Balancing freedom with responsibility has never been more difficult, nor more important, than in the era of the internet and social media. It now seems, after far too long, that a consensus to this view is forming and that those who have been most opposed are waking up to this urgent pressing need. Leaders such as Mark Zuckerberg now accept that online platforms such as Facebook, Google, YouTube and Twitter need effective rules.
This is to be welcomed. The pressure on these companies to take responsibility can no longer be ignored. The Times has led the charge in exposing the terrible consequences of a complete absence of enforceable standards on these platforms and continues to surface issues that should concern us all – such as the shocking news that over usage and addiction to online platforms is impacting the mental health of our children, as evidenced by the 5Rights group in their Disrupted Childhood report.
So how do we take action now and minimise the damage caused in future? And how do we do that while allowing the internet to continue to be the greatest ever hub of innovation and ideas sharing the world has ever seen?
It is perfectly possible that these platforms can continue to entertain and inform millions while still being accountable and responsible for how they deal with content on their platforms.
Companies operating in the broadcasting, telecoms and advertising sectors, where consumer safety is of fundamental importance, know from their experience that such an objective is achievable. That is why we are confident that a pragmatic and proportionate approach to dealing with online harms can and should be found.
Let’s start with the most obvious point. Purely voluntary approaches have failed. Digital and social platforms cannot be allowed to mark their own homework. The issues are too big and far too serious.
We as a society must find effective ways to stem the flow of hate, abuse, and offensive, illegitimate, and even dangerous content online. And we have to move fast.
The time for codes of conduct from the industry, or slaps on the wrist from politicians, has passed. Only legislation can provide teeth, enforcement, and real consequences for breaches of standards. It is also the only route to ensure clarity and uniformity of regulation.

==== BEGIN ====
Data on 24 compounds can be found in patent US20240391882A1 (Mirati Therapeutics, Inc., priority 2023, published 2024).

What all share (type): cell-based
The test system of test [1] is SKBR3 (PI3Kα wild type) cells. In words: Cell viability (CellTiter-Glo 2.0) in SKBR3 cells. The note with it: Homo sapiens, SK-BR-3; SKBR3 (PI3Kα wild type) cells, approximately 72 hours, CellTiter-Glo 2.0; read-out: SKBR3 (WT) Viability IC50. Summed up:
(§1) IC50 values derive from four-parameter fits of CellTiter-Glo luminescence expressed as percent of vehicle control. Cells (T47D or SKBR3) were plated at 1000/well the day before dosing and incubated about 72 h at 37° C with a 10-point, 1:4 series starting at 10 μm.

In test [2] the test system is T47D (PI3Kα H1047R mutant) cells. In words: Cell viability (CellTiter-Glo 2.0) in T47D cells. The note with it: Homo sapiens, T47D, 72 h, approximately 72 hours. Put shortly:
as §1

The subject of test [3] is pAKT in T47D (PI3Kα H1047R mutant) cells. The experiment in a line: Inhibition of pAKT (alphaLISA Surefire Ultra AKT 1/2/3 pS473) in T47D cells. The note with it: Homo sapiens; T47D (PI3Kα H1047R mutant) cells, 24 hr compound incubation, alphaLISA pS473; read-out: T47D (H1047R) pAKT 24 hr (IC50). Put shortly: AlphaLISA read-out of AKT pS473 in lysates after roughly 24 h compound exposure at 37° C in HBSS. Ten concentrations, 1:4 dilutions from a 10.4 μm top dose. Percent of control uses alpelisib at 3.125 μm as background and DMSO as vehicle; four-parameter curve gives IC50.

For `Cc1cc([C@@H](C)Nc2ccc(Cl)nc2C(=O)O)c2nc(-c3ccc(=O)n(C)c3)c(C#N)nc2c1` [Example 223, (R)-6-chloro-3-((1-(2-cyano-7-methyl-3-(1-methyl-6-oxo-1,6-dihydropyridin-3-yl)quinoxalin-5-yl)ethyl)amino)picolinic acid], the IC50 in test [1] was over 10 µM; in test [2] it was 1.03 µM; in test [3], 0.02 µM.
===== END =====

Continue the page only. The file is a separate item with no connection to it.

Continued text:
Many online platforms have developed their own policies for dealing with illegal or harmful content. But those policies are not standardised across platforms and there is no public, political or independent oversight.
Statutes can and must provide an accountable legal framework.
We also need transparency. All online platforms must be required to report on the standards they seek to follow, the efforts they make to comply and their performance, not just their promises, must be independently and rigorously assessed.
All of this makes a strong case for the essential prerequisite for change: a strong, independent regulator.
This independent regulator, established in statute, needs the power to define the online platforms within the scope of the law, identify areas of concern, compel them to provide information and oversee the actions they take.
A regulator must have sharp teeth, starting with strong information gathering powers, the power to initiate enquiries, and the ability to impose effective sanctions including the ability to fine for non-compliance. This will take resources and funding, and as in other sectors this should be financed by the community regulated – the online platforms themselves.
Importantly, none of this impedes freedom of expression or technological innovation. Rather, it mirrors approaches that have been tried and tested in other UK sectors, such as those we adhere to in broadcasting, telecoms and advertising.
We expect even the smallest media companies to invest heavily in editorial and compliance such that every second of coverage meets the responsible standards that society through parliamentary regulation has laid down. It’s simply wrong that some of the largest, most profitable companies on the planet should not be expected to meet, if not even exceed, the same level of responsibility.
We are far from alone in advocating changes like these. Charities, the police, community and victim groups all are clamouring for regulation not a free for all in our most important new public space. The time has come for action.
That is why we have published today an independent report into platform accountability and online harms. We have also written to the Secretary of State for Digital, Culture, Media and Sport and the Home Secretary outlining how we can move this debate on to practical discussions on what a legislative framework could look like.
With a Government White Paper promised this year politicians must now move to passing the laws we need to protect our children, our economy and our collective safety.